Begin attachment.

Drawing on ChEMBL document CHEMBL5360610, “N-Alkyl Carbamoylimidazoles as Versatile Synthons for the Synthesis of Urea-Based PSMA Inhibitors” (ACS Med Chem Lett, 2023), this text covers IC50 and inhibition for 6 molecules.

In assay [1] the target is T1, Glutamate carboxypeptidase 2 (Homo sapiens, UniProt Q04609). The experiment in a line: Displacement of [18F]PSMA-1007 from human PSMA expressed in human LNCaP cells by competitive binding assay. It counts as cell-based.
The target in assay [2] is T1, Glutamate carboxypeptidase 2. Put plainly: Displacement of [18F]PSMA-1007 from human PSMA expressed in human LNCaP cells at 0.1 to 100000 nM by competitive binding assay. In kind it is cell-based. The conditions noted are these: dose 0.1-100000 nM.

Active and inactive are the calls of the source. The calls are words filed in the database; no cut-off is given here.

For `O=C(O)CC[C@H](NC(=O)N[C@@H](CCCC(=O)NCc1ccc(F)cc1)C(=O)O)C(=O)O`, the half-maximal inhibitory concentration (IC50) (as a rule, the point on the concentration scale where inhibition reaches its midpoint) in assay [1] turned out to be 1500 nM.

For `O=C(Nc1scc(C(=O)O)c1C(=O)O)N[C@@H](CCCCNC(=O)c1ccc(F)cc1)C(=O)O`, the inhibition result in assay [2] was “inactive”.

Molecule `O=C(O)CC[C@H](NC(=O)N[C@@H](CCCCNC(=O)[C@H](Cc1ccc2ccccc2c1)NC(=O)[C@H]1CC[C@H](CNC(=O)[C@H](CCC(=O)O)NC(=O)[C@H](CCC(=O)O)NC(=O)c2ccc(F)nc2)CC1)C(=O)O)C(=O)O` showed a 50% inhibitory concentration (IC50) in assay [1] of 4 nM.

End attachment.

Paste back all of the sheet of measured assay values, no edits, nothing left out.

Drawing on ChEMBL document CHEMBL5360610, “N-Alkyl Carbamoylimidazoles as Versatile Synthons for the Synthesis of Urea-Based PSMA Inhibitors” (ACS Med Chem Lett, 2023), this text covers IC50 and inhibition for 6 molecules.

In assay [1] the target is T1, Glutamate carboxypeptidase 2 (Homo sapiens, UniProt Q04609). The experiment in a line: Displacement of [18F]PSMA-1007 from human PSMA expressed in human LNCaP cells by competitive binding assay. It counts as cell-based.
The target in assay [2] is T1, Glutamate carboxypeptidase 2. Put plainly: Displacement of [18F]PSMA-1007 from human PSMA expressed in human LNCaP cells at 0.1 to 100000 nM by competitive binding assay. In kind it is cell-based. The conditions noted are these: dose 0.1-100000 nM.

Active and inactive are the calls of the source. The calls are words filed in the database; no cut-off is given here.

For `O=C(O)CC[C@H](NC(=O)N[C@@H](CCCC(=O)NCc1ccc(F)cc1)C(=O)O)C(=O)O`, the half-maximal inhibitory concentration (IC50) (as a rule, the point on the concentration scale where inhibition reaches its midpoint) in assay [1] turned out to be 1500 nM.

For `O=C(Nc1scc(C(=O)O)c1C(=O)O)N[C@@H](CCCCNC(=O)c1ccc(F)cc1)C(=O)O`, the inhibition result in assay [2] was “inactive”.

Molecule `O=C(O)CC[C@H](NC(=O)N[C@@H](CCCCNC(=O)[C@H](Cc1ccc2ccccc2c1)NC(=O)[C@H]1CC[C@H](CNC(=O)[C@H](CCC(=O)O)NC(=O)[C@H](CCC(=O)O)NC(=O)c2ccc(F)nc2)CC1)C(=O)O)C(=O)O` showed a 50% inhibitory concentration (IC50) in assay [1] of 4 nM.